With manual and automatic shift modes, you get to match the power delivery to the driving you’re doing. Being able to shift manually lets you hold the machine in first for challenging mud or heavy hauling or towing. Manual shifting also gives the 700 a sporty feel for trail riding. Automatic mode is better if you just want to relax and cruise.

The 3-speed automatic isn’t as smooth as a belt-type automatic. There is a definite lunge with each shift rather than the step-less, smooth feel of a CVT. On the other hand, you don’t have to worry about belt wear. We haven’t heard of Pioneer 700 transmission problems, but we would assume that if you did need to repair the mechanical/hydraulic automatic, it would run more than a CVT belt change, and you won’t be fixing it on the side of the trail.


The 700-4 Deluxe has selectable 2WD/4WD with a lockable front differential, but not an unlockable rear differential like the Pioneer 1000. You select 2WD or 4WD and lock or unlock the front differential with one lever on the dash. We didn’t use the diff-lock a ton, but when we did, the traction capability was remarkable.

The 700-4 Deluxe accelerates well for a 700cc four-seat recreation utility machine. Top speed is 40 mph. The subtle acceleration, modest top speed, and suspension travel are all reasons to select the Pioneer 1000 if you are craving speed.

We honestly didn’t have any real problems with ground clearance. We appreciated the forward visibility and accurate steering. We did drag the top of the cage once.


The 700-4 has double-A-arm suspension front and rear with a rear sway bar to limit body roll. Upfront, it has 7.9 inches of travel and non-adjustable shocks. There are 9.1 inches of travel in the rear with spring preload-adjustable rear shocks. This allows you to adjust the ride height, for heavy loads, or the firmness of the ride.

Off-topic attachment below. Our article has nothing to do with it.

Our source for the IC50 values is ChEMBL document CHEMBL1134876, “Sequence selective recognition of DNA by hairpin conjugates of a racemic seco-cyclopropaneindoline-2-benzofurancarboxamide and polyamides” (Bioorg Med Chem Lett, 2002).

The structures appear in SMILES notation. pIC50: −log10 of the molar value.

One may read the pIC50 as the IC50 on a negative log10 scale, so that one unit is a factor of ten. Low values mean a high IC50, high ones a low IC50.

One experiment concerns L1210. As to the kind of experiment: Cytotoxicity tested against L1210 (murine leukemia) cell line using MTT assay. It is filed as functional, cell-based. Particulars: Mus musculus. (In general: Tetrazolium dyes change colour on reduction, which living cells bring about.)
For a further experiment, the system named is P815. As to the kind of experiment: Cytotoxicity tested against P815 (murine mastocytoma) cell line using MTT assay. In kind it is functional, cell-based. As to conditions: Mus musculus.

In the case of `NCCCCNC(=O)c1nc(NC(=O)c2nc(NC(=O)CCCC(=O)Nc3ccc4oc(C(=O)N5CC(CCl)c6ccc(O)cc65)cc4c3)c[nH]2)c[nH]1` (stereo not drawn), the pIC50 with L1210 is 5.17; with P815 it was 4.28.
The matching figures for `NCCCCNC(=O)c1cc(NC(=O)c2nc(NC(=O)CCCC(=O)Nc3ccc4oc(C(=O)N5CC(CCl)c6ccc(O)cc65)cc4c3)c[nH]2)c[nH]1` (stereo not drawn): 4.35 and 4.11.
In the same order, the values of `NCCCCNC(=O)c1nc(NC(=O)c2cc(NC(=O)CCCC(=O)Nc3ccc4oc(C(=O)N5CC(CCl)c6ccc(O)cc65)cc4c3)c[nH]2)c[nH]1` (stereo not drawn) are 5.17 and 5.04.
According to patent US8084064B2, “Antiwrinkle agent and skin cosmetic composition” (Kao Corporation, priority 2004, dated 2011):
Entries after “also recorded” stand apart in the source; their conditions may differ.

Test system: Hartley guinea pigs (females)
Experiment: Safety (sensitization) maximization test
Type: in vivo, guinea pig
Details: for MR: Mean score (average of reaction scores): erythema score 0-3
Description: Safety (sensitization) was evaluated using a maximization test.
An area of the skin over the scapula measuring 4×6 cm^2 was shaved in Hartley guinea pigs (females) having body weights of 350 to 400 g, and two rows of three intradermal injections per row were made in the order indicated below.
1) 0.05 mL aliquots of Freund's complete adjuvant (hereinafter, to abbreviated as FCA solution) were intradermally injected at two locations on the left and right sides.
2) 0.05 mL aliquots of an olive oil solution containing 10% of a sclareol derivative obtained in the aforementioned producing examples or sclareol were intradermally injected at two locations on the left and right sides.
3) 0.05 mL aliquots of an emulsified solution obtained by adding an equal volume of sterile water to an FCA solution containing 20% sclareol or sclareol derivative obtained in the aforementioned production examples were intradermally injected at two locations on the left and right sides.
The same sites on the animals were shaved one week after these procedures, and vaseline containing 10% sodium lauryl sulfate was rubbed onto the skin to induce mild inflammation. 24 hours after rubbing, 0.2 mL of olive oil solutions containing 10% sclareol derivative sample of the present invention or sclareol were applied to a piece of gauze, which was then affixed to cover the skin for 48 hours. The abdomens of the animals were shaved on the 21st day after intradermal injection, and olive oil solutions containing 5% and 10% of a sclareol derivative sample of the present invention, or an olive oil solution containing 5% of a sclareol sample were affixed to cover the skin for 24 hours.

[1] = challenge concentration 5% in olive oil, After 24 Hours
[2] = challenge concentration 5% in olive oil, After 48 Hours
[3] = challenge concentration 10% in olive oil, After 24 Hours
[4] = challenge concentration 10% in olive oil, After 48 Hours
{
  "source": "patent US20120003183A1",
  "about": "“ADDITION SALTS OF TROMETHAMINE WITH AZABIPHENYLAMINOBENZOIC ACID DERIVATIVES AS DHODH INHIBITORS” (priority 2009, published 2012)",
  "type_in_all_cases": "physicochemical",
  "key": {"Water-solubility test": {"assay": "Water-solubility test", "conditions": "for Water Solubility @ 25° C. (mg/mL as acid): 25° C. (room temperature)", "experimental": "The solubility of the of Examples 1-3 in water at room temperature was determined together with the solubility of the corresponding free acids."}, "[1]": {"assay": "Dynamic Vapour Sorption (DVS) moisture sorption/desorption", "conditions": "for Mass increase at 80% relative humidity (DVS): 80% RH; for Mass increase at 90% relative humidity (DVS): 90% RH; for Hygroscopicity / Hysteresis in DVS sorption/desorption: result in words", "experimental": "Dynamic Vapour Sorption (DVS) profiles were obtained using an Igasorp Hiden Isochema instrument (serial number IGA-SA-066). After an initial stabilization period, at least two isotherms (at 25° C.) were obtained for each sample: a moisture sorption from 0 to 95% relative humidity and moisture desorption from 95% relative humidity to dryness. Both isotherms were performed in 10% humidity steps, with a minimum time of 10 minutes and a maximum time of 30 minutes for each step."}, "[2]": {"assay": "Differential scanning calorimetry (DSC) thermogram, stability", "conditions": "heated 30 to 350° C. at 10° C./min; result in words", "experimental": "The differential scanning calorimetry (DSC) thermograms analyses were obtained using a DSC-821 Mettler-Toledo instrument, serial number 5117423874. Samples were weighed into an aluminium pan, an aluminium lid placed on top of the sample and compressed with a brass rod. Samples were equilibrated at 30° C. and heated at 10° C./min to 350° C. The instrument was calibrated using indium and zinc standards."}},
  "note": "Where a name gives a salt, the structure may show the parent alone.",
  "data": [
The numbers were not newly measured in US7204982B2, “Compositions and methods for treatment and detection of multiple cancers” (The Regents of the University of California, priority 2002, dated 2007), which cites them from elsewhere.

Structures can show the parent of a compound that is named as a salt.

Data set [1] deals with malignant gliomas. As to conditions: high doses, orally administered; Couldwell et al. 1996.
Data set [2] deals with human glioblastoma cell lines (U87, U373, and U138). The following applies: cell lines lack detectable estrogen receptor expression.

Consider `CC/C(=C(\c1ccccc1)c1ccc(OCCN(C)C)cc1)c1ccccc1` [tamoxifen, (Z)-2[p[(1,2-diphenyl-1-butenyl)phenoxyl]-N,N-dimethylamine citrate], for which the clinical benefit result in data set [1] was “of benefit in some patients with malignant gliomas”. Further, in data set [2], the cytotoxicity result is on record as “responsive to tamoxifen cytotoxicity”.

At a reasonable pace, it’s plush and comfortable. Even on challenging surfaces, with rocks, ruts, and ledges. It’s perfect for cruising dirt roads or two-tracks, even if they’re in rough shape. Hunters, trail riders, and explorers will like the ride. If you drive the Pioneer like a sport machine, you’ll easily find the suspension’s limits. The front end will bottom first, on big bumps and G-outs, and the rear bucks in whoops.

There is not much real estate required for the digital gauge display, but it has important information. Warning lights around the display offer even more information.



It’s so agile, we barely noticed that it’s a four-seater. That’s because the Pioneer 700-4 uses much the same chassis as the two-seat Pioneer 700. With a compact 76.8-inch wheelbase, it helps it turn easily, and maneuver without snags on tight trails. The Honda’s 59.7-inch width gives it room to spare on most trails and very good stability when the going gets steep or off-camber.

The Pioneer 700-4 is very capable on challenging terrain.  It has enough power, traction and ground clearance to get you where you want to go, even if mud, hills, or rocky sections are in your way. Honda’s 4WD system provides plenty of traction in slippery or steep terrain. It also has four-wheel engine braking for technical downhills. Engine braking is more consistent and immediate than the braking systems that have been adapted to CV transmissions.